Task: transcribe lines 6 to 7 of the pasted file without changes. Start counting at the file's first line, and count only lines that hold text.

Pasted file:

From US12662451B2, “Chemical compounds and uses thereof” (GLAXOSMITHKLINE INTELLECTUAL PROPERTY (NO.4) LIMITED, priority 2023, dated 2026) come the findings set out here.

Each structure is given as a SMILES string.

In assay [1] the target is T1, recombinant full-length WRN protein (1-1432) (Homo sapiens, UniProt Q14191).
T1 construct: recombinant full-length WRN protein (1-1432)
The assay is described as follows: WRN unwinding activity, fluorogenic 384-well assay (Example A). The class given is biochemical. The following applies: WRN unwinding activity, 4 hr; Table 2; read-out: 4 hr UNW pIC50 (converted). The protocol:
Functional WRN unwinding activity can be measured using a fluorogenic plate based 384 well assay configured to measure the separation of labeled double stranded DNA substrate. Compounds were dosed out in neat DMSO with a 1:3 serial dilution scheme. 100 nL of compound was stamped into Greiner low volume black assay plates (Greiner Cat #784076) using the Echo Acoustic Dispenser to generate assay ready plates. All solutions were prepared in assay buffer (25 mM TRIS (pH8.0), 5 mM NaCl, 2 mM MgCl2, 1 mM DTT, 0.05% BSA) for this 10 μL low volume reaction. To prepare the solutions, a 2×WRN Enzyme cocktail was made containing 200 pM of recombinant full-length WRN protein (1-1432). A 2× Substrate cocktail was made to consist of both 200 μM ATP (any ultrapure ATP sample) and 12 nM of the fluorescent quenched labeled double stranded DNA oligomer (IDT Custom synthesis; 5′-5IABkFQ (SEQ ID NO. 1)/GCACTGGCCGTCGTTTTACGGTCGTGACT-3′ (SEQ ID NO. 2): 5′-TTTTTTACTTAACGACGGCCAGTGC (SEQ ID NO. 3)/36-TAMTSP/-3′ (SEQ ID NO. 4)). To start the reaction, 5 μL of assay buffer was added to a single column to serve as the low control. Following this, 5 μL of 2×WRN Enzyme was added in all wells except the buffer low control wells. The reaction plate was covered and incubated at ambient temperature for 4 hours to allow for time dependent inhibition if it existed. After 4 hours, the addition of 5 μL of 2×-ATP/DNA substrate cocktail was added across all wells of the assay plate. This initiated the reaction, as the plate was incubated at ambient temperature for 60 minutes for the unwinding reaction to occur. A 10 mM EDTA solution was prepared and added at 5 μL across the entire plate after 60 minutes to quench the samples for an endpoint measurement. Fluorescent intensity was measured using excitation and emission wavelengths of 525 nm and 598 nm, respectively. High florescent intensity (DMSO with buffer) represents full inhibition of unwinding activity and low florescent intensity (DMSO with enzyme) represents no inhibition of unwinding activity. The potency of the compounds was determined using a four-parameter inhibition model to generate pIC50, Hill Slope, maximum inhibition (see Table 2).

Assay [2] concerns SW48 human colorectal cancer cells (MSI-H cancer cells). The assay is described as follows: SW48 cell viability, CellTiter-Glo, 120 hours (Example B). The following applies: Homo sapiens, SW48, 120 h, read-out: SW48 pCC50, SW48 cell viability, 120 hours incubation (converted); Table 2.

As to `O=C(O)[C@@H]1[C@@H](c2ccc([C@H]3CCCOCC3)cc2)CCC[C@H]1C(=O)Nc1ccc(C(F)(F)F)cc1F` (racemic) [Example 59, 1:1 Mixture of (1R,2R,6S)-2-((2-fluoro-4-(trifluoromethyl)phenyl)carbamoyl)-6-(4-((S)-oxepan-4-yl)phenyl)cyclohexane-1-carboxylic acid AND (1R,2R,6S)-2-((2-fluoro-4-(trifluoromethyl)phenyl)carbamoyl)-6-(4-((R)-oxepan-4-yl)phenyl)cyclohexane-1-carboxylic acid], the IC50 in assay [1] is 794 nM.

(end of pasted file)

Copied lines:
Functional WRN unwinding activity can be measured using a fluorogenic plate based 384 well assay configured to measure the separation of labeled double stranded DNA substrate. Compounds were dosed out in neat DMSO with a 1:3 serial dilution scheme. 100 nL of compound was stamped into Greiner low volume black assay plates (Greiner Cat #784076) using the Echo Acoustic Dispenser to generate assay ready plates. All solutions were prepared in assay buffer (25 mM TRIS (pH8.0), 5 mM NaCl, 2 mM MgCl2, 1 mM DTT, 0.05% BSA) for this 10 μL low volume reaction. To prepare the solutions, a 2×WRN Enzyme cocktail was made containing 200 pM of recombinant full-length WRN protein (1-1432). A 2× Substrate cocktail was made to consist of both 200 μM ATP (any ultrapure ATP sample) and 12 nM of the fluorescent quenched labeled double stranded DNA oligomer (IDT Custom synthesis; 5′-5IABkFQ (SEQ ID NO. 1)/GCACTGGCCGTCGTTTTACGGTCGTGACT-3′ (SEQ ID NO. 2): 5′-TTTTTTACTTAACGACGGCCAGTGC (SEQ ID NO. 3)/36-TAMTSP/-3′ (SEQ ID NO. 4)). To start the reaction, 5 μL of assay buffer was added to a single column to serve as the low control. Following this, 5 μL of 2×WRN Enzyme was added in all wells except the buffer low control wells. The reaction plate was covered and incubated at ambient temperature for 4 hours to allow for time dependent inhibition if it existed. After 4 hours, the addition of 5 μL of 2×-ATP/DNA substrate cocktail was added across all wells of the assay plate. This initiated the reaction, as the plate was incubated at ambient temperature for 60 minutes for the unwinding reaction to occur. A 10 mM EDTA solution was prepared and added at 5 μL across the entire plate after 60 minutes to quench the samples for an endpoint measurement. Fluorescent intensity was measured using excitation and emission wavelengths of 525 nm and 598 nm, respectively. High florescent intensity (DMSO with buffer) represents full inhibition of unwinding activity and low florescent intensity (DMSO with enzyme) represents no inhibition of unwinding activity. The potency of the compounds was determined using a four-parameter inhibition model to generate pIC50, Hill Slope, maximum inhibition (see Table 2).

Assay [2] concerns SW48 human colorectal cancer cells (MSI-H cancer cells). The assay is described as follows: SW48 cell viability, CellTiter-Glo, 120 hours (Example B). The following applies: Homo sapiens, SW48, 120 h, read-out: SW48 pCC50, SW48 cell viability, 120 hours incubation (converted); Table 2.